The promotion rules apply to expressions containing values of two or more data types; such expressions are also referred to as mixed-type expressions. The type of each value in a mixed-type expression is promoted to the "highest" type in the expression (actually a temporary version of each value is created and used for the expressionthe original values remain unchanged). Promotion also occurs when the type of a function argument does not match the parameter type specified in the function definition or prototype. Figure 6.6 lists the fundamental data types in order from "highest type" to "lowest type."

Figure 6.6. Promotion hierarchy for fundamental data types.

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Data types

long double

 

double

 

float

 

unsigned long int

(synonymous with unsigned long)

long int

(synonymous with long)

unsigned int

(synonymous with unsigned)

int

 

unsigned short int

(synonymous with unsigned short)

short int

(synonymous with short)

unsigned char

 

char

 

bool

 

Converting values to lower fundamental types can result in incorrect values. Therefore, a value can be converted to a lower fundamental type only by explicitly assigning the value to a variable of lower type (some compilers will issue a warning in this case) or by using a cast operator (see Section 4.9). Function argument values are converted to the parameter types in a function prototype as if they were being assigned directly to variables of those types. If a square function that uses an integer parameter is called with a floating point argument, the argument is converted to int (a lower type), and square could return an incorrect value. For example, square( 4.5 ) returns 16, not 20.25.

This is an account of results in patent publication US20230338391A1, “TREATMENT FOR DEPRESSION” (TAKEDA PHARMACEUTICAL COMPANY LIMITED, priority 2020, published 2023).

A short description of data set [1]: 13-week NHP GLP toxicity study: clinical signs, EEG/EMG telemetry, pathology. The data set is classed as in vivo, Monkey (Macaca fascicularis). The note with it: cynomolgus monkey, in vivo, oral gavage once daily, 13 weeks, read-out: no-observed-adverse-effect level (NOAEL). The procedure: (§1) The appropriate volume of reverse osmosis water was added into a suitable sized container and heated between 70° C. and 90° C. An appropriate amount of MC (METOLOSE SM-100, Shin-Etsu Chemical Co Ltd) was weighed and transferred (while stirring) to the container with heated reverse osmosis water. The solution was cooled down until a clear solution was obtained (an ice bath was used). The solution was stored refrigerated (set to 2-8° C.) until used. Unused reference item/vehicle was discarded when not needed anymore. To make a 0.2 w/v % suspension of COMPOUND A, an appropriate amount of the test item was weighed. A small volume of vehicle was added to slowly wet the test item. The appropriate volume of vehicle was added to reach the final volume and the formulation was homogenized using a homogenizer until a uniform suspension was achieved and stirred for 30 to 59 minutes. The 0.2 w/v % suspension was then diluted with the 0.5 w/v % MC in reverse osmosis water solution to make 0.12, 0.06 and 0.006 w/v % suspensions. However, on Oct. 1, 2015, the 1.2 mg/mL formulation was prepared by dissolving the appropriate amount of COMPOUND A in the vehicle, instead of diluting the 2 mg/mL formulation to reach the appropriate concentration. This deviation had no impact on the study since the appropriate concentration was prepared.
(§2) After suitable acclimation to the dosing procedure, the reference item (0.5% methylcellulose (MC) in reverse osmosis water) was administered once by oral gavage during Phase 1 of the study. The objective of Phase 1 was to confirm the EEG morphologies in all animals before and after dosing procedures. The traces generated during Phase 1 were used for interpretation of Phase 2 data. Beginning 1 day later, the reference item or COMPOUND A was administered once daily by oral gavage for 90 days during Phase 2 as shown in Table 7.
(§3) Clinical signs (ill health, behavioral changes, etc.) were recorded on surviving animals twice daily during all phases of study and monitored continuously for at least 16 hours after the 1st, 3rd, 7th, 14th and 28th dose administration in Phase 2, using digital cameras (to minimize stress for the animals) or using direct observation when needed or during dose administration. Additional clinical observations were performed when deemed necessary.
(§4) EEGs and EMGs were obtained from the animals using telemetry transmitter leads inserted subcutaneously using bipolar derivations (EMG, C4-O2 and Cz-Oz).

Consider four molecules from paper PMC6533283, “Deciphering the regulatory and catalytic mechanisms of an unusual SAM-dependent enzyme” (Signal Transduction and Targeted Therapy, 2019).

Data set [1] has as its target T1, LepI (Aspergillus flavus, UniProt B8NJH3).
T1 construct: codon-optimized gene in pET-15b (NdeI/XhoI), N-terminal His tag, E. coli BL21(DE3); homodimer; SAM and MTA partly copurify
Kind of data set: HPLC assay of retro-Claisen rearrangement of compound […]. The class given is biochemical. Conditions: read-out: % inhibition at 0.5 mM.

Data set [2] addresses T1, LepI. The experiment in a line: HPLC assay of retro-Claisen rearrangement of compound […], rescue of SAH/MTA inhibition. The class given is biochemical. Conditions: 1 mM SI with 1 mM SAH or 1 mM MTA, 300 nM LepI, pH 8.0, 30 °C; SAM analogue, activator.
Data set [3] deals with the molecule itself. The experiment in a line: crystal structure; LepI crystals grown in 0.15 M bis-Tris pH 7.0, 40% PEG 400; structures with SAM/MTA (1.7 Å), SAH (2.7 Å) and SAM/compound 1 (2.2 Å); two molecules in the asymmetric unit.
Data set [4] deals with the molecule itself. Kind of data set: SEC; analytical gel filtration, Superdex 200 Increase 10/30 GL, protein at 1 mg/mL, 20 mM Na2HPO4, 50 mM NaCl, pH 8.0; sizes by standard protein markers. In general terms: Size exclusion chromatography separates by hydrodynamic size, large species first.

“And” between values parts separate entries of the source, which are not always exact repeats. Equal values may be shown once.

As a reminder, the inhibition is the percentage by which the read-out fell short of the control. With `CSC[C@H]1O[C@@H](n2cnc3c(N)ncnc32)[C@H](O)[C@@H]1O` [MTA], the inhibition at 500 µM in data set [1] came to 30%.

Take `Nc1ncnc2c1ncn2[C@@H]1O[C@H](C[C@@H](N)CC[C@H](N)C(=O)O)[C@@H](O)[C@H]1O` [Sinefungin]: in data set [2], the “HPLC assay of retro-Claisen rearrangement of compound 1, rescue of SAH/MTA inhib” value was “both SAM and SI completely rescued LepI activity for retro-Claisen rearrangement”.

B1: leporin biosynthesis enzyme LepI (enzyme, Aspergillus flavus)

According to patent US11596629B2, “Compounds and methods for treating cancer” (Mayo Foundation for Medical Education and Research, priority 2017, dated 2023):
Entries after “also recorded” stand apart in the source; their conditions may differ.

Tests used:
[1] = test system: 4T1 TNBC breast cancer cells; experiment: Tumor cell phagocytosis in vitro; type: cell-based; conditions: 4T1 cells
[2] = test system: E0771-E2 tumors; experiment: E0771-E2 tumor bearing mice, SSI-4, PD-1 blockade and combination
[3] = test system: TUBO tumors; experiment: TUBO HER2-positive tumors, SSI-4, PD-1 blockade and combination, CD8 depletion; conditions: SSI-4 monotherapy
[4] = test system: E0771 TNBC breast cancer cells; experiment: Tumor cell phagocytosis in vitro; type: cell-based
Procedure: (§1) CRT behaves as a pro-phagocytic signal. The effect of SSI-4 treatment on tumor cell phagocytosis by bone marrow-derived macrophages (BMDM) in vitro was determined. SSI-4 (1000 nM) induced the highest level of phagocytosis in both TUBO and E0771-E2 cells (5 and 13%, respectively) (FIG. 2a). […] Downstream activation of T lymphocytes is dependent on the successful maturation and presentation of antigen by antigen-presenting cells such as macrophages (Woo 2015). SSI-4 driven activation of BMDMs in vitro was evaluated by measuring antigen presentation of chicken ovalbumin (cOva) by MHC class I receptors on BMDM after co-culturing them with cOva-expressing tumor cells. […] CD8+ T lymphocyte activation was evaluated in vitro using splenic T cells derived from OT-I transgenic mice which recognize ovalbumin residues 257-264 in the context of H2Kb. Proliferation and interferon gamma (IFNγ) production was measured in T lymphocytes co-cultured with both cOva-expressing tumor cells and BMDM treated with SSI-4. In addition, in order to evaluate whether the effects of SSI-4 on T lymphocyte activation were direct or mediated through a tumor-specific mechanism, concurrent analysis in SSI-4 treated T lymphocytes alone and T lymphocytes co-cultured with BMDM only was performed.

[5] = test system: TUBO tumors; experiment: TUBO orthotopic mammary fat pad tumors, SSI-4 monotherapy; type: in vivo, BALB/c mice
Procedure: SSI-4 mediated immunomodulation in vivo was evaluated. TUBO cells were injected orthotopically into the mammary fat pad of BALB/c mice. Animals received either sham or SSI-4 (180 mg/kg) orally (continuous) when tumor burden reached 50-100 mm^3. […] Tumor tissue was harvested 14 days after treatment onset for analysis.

Common Programming Error 6.5

Converting from a higher data type in the promotion hierarchy to a lower type, or between signed and unsigned, can corrupt the data value, causing a loss of information.

Common Programming Error 6.6

It is a compilation error if the arguments in a function call do not match the number and types of the parameters declared in the corresponding function prototype. It is also an error if the number of arguments in the call matches, but the arguments cannot be implicitly converted to the expected types.


Introduction to Computers, the Internet and World Wide Web

Introduction to C++ Programming

Introduction to Classes and Objects

Control Statements: Part 1

Control Statements: Part 2

Functions and an Introduction to Recursion

Arrays and Vectors

Pointers and Pointer-Based Strings

Classes: A Deeper Look, Part 1

Classes: A Deeper Look, Part 2

Operator Overloading; String and Array Objects

Object-Oriented Programming: Inheritance

Object-Oriented Programming: Polymorphism

Templates

Stream Input/Output

Exception Handling

File Processing

Class string and String Stream Processing

Web Programming

Searching and Sorting

Data Structures

Bits, Characters, C-Strings and structs

Standard Template Library (STL)

Other Topics

Appendix A. Operator Precedence and Associativity Chart

Appendix B. ASCII Character Set

Appendix C. Fundamental Types

Appendix D. Number Systems

Appendix E. C Legacy Code Topics

Appendix F. Preprocessor

Appendix G. ATM Case Study Code

Appendix H. UML 2: Additional Diagram Types

Appendix I. C++ Internet and Web Resources

Appendix J. Introduction to XHTML

Appendix K. XHTML Special Characters

Appendix L. Using the Visual Studio .NET Debugger

Appendix M. Using the GNU C++ Debugger

Bibliography

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C++ How to Program
C++ How to Program (5th Edition)
ISBN: 0131857576
EAN: 2147483647
Year: 2004
Pages: 627